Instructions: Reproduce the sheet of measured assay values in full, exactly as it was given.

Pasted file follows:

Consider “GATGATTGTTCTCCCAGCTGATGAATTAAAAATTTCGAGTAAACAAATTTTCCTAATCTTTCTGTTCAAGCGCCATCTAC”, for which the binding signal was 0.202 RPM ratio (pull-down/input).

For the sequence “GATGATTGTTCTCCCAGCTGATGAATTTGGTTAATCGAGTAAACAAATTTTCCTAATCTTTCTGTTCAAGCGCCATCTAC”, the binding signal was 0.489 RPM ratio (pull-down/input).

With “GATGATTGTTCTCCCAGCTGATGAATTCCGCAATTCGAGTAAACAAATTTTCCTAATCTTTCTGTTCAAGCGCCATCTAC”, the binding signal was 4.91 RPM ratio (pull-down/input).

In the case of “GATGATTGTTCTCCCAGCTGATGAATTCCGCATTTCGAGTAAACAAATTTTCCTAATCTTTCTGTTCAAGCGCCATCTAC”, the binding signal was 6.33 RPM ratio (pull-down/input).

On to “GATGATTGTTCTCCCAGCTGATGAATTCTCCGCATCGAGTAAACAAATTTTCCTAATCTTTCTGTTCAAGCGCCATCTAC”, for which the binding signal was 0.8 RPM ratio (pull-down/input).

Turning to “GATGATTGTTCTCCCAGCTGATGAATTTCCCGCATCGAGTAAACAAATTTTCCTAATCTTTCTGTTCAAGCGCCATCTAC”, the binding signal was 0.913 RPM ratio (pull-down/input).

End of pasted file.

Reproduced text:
Consider “GATGATTGTTCTCCCAGCTGATGAATTAAAAATTTCGAGTAAACAAATTTTCCTAATCTTTCTGTTCAAGCGCCATCTAC”, for which the binding signal was 0.202 RPM ratio (pull-down/input).

For the sequence “GATGATTGTTCTCCCAGCTGATGAATTTGGTTAATCGAGTAAACAAATTTTCCTAATCTTTCTGTTCAAGCGCCATCTAC”, the binding signal was 0.489 RPM ratio (pull-down/input).

With “GATGATTGTTCTCCCAGCTGATGAATTCCGCAATTCGAGTAAACAAATTTTCCTAATCTTTCTGTTCAAGCGCCATCTAC”, the binding signal was 4.91 RPM ratio (pull-down/input).

In the case of “GATGATTGTTCTCCCAGCTGATGAATTCCGCATTTCGAGTAAACAAATTTTCCTAATCTTTCTGTTCAAGCGCCATCTAC”, the binding signal was 6.33 RPM ratio (pull-down/input).

On to “GATGATTGTTCTCCCAGCTGATGAATTCTCCGCATCGAGTAAACAAATTTTCCTAATCTTTCTGTTCAAGCGCCATCTAC”, for which the binding signal was 0.8 RPM ratio (pull-down/input).

Turning to “GATGATTGTTCTCCCAGCTGATGAATTTCCCGCATCGAGTAAACAAATTTTCCTAATCTTTCTGTTCAAGCGCCATCTAC”, the binding signal was 0.913 RPM ratio (pull-down/input).